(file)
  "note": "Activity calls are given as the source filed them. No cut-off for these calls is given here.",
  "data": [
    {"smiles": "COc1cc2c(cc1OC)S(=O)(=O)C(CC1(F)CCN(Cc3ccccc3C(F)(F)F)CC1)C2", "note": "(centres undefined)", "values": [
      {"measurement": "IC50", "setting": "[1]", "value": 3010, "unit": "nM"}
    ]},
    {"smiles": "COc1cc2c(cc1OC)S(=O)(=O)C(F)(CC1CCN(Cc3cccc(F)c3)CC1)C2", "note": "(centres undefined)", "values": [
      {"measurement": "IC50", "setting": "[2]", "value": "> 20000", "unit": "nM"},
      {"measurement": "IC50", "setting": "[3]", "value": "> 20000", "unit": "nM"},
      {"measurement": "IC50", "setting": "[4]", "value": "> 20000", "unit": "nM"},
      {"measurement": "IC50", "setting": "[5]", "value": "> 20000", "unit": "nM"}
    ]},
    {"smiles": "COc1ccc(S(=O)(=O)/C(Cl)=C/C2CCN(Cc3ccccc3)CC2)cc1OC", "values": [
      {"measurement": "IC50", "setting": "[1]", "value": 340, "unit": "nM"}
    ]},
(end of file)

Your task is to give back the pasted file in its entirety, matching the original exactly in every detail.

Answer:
  "note": "Activity calls are given as the source filed them. No cut-off for these calls is given here.",
  "data": [
    {"smiles": "COc1cc2c(cc1OC)S(=O)(=O)C(CC1(F)CCN(Cc3ccccc3C(F)(F)F)CC1)C2", "note": "(centres undefined)", "values": [
      {"measurement": "IC50", "setting": "[1]", "value": 3010, "unit": "nM"}
    ]},
    {"smiles": "COc1cc2c(cc1OC)S(=O)(=O)C(F)(CC1CCN(Cc3cccc(F)c3)CC1)C2", "note": "(centres undefined)", "values": [
      {"measurement": "IC50", "setting": "[2]", "value": "> 20000", "unit": "nM"},
      {"measurement": "IC50", "setting": "[3]", "value": "> 20000", "unit": "nM"},
      {"measurement": "IC50", "setting": "[4]", "value": "> 20000", "unit": "nM"},
      {"measurement": "IC50", "setting": "[5]", "value": "> 20000", "unit": "nM"}
    ]},
    {"smiles": "COc1ccc(S(=O)(=O)/C(Cl)=C/C2CCN(Cc3ccccc3)CC2)cc1OC", "values": [
      {"measurement": "IC50", "setting": "[1]", "value": 340, "unit": "nM"}
    ]},